Sustaining California Agriculture in an Uncertain Future

Published: July 22, 2009
Authors: Heather Cooley, Peter Gleick, Juliet Christian-Smith
Pages: 81

The report Sustaining California Agriculture in an Uncertain Future shows that California agriculture can flourish despite diminishing water supply and future uncertainty from climate change, but it will require great strides in increasing the water efficiency of the agricultural sector.

Many farmers and irrigation districts have already been making water-use efficiency improvements. Yet the analysis estimates that potential water savings of 4.5 – 6 million acre-feet each year can be achieved by expanding the use of efficient irrigation technologies and management practices.


Download the Executive Summary

Download the full report

View the Agricultural Community Profiles

View the Press Release


California Success Stories:
Sierra Orchards

Federal Conservation Programs Help Farmers Become More Efficient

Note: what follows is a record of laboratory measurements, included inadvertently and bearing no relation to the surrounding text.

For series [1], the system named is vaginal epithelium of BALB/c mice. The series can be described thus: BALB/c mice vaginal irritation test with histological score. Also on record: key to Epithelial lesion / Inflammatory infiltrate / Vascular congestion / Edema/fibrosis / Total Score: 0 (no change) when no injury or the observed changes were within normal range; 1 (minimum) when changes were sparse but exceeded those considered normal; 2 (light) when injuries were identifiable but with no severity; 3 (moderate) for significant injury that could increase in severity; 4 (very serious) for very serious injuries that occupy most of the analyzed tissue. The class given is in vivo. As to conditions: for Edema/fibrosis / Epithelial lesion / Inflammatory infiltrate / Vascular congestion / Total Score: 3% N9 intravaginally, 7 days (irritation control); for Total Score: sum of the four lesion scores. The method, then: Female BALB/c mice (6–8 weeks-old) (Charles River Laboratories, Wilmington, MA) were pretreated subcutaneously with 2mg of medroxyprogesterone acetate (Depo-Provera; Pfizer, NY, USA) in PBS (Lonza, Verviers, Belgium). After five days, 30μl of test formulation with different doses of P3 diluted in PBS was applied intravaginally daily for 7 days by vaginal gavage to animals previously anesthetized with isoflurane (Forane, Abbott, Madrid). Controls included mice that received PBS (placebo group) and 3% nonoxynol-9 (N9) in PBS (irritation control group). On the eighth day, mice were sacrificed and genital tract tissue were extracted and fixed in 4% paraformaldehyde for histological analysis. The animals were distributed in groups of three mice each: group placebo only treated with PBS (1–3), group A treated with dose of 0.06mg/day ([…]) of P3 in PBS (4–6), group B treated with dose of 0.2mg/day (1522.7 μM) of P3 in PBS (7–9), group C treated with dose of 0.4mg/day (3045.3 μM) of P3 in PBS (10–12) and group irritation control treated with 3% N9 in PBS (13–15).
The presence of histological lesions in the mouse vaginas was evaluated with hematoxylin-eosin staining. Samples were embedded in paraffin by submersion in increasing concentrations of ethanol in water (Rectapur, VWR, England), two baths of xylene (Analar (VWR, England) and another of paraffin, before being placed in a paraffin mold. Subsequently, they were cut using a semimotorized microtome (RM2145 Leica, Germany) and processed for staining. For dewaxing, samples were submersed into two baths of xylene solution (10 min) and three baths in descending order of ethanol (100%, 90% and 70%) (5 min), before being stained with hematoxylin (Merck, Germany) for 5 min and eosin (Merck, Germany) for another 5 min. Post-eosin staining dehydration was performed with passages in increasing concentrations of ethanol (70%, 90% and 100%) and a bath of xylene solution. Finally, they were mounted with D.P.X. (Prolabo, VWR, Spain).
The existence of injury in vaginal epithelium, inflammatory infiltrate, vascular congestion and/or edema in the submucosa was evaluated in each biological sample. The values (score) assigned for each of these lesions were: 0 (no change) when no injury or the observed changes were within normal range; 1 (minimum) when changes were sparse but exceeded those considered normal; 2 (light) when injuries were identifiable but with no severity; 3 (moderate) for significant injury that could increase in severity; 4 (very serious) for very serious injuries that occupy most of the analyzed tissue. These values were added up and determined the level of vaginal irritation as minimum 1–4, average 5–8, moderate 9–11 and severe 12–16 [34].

Watch this video to learn more about Sierra Orchards in Winters, California–one of the early adopters of water conservation and efficiency practices featured in this report. This is the first in a series of California success stories in agricultural water use to be released March 2010.

Read the transcription of the extended interview with Craig McNamara (PDF).

 

Comparison of Water Quantities

For an average water year, the water conservation and efficiency practices identified in this Pacific Institute report have the potential to save 5.6 million acre-feet of water, equivalent to:

  • more than 16 times the amount of water that can be stored in the Hetch Hetchy Reservoir;
  • triple the water that can be stored in the far larger San Luis Reservoir;
  • 4.5 times the water than could be stored in the proposed Temperance Flats Reservoir;
  • 19 times the water restored to the environment in the recent Delta smelt ruling;
  • more than double the 2.3 million acre-feet in urban efficiency improvements identified in the Pacific Institute’s earlier evaluation of the potential for residential, commercial, and industrial efficiency improvements (Waste Not, Want Not).

This savings represents around 17% of all of the water used by agriculture in California.